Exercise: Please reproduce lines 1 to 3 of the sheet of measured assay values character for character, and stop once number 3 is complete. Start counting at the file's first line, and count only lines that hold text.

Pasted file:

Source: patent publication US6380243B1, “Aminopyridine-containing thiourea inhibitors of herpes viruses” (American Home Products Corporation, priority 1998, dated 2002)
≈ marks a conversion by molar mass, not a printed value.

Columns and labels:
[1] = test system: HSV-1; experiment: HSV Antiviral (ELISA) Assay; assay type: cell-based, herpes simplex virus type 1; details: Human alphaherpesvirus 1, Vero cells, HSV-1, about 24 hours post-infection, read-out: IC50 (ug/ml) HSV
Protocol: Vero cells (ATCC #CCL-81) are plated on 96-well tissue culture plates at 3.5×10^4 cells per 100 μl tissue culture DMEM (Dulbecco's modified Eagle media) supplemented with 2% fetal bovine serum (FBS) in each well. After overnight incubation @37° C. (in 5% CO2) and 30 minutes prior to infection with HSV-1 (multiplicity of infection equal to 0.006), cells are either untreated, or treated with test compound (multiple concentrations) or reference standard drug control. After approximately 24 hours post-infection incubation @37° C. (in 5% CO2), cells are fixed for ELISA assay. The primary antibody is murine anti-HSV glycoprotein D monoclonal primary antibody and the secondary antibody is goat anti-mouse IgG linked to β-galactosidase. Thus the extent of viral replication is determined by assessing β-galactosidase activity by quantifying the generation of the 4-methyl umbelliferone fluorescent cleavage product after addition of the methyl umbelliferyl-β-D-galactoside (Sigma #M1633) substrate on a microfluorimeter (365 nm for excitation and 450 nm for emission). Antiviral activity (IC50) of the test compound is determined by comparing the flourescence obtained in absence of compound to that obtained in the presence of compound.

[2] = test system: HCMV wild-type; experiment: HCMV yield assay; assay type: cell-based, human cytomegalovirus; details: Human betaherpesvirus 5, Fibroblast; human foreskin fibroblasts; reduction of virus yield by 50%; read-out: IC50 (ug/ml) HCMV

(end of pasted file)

Source: patent publication US6380243B1, “Aminopyridine-containing thiourea inhibitors of herpes viruses” (American Home Products Corporation, priority 1998, dated 2002)
≈ marks a conversion by molar mass, not a printed value.

Columns and labels: